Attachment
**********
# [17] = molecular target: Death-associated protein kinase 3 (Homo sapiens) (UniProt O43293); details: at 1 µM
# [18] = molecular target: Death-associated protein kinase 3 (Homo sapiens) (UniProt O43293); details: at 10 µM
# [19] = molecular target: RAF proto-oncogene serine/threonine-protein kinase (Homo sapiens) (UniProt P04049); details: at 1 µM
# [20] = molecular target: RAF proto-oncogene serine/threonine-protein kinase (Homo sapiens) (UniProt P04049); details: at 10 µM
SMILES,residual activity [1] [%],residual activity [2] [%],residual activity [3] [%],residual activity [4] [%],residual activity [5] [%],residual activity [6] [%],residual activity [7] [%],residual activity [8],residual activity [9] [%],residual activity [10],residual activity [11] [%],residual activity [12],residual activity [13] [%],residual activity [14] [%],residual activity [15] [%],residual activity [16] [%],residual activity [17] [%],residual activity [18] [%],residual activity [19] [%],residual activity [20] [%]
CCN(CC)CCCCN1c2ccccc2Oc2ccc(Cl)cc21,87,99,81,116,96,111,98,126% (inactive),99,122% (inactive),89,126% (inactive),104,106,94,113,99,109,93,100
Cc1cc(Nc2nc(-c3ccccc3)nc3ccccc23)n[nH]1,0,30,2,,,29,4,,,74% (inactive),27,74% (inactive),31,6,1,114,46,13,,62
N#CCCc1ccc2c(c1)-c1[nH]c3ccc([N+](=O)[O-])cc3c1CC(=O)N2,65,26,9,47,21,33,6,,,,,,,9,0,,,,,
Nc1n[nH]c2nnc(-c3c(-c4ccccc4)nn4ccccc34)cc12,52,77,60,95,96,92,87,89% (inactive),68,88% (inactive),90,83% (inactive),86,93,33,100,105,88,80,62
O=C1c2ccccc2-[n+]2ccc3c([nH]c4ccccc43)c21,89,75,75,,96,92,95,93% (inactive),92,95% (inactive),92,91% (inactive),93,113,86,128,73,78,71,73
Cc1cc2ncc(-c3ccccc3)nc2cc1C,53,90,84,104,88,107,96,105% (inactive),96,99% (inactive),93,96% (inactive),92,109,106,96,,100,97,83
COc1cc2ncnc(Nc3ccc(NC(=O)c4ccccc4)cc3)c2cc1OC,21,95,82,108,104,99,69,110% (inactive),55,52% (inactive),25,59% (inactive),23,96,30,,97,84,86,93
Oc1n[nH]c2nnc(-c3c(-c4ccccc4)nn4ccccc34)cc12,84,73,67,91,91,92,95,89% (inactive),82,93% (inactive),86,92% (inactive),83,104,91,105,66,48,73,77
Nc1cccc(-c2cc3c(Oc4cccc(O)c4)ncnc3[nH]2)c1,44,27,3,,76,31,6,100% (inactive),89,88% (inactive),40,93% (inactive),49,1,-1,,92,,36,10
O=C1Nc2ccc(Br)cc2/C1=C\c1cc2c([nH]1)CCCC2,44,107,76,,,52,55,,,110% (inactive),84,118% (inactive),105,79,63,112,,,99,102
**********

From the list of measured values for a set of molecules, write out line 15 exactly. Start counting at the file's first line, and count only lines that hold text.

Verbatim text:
O=C1Nc2ccc(Br)cc2/C1=C\c1cc2c([nH]1)CCCC2,44,107,76,,,52,55,,,110% (inactive),84,118% (inactive),105,79,63,112,,,99,102